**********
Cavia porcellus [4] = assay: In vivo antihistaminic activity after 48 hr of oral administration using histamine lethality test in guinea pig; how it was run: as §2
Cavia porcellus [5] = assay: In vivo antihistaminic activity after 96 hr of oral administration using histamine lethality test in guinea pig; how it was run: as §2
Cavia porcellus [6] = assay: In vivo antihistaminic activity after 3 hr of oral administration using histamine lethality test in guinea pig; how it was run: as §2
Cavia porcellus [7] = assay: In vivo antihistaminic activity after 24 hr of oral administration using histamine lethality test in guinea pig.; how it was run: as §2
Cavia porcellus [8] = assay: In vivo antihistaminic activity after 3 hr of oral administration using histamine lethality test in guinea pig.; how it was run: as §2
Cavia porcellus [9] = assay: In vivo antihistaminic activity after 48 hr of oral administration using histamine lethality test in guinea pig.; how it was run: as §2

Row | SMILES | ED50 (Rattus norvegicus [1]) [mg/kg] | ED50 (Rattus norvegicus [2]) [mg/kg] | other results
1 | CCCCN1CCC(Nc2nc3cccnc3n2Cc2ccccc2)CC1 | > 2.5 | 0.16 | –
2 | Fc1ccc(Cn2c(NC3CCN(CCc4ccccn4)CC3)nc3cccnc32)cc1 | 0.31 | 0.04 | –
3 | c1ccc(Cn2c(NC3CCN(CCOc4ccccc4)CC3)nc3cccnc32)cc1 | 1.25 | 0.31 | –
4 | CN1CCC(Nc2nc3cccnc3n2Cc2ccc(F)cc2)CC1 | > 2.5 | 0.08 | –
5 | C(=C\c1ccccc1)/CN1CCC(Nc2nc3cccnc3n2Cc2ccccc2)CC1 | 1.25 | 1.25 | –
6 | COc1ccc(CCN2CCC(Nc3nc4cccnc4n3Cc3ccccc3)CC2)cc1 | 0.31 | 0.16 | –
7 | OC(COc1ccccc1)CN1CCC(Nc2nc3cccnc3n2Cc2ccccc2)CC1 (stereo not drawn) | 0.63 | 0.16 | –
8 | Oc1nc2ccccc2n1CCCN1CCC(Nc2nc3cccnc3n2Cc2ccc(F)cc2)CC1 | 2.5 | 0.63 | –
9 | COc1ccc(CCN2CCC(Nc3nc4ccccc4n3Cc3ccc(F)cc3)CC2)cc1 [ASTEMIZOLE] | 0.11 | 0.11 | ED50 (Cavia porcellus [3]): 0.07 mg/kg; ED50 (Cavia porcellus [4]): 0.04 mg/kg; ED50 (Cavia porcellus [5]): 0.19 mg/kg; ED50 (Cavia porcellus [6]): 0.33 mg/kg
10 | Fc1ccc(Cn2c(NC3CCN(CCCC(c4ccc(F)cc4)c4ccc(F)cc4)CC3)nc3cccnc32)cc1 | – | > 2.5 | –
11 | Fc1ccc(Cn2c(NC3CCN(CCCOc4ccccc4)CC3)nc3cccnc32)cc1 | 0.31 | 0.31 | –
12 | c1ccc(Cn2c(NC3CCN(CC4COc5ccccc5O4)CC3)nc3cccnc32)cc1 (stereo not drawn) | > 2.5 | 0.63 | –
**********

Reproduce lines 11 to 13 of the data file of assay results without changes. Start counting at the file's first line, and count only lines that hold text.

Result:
4 | CN1CCC(Nc2nc3cccnc3n2Cc2ccc(F)cc2)CC1 | > 2.5 | 0.08 | –
5 | C(=C\c1ccccc1)/CN1CCC(Nc2nc3cccnc3n2Cc2ccccc2)CC1 | 1.25 | 1.25 | –
6 | COc1ccc(CCN2CCC(Nc3nc4cccnc4n3Cc3ccccc3)CC2)cc1 | 0.31 | 0.16 | –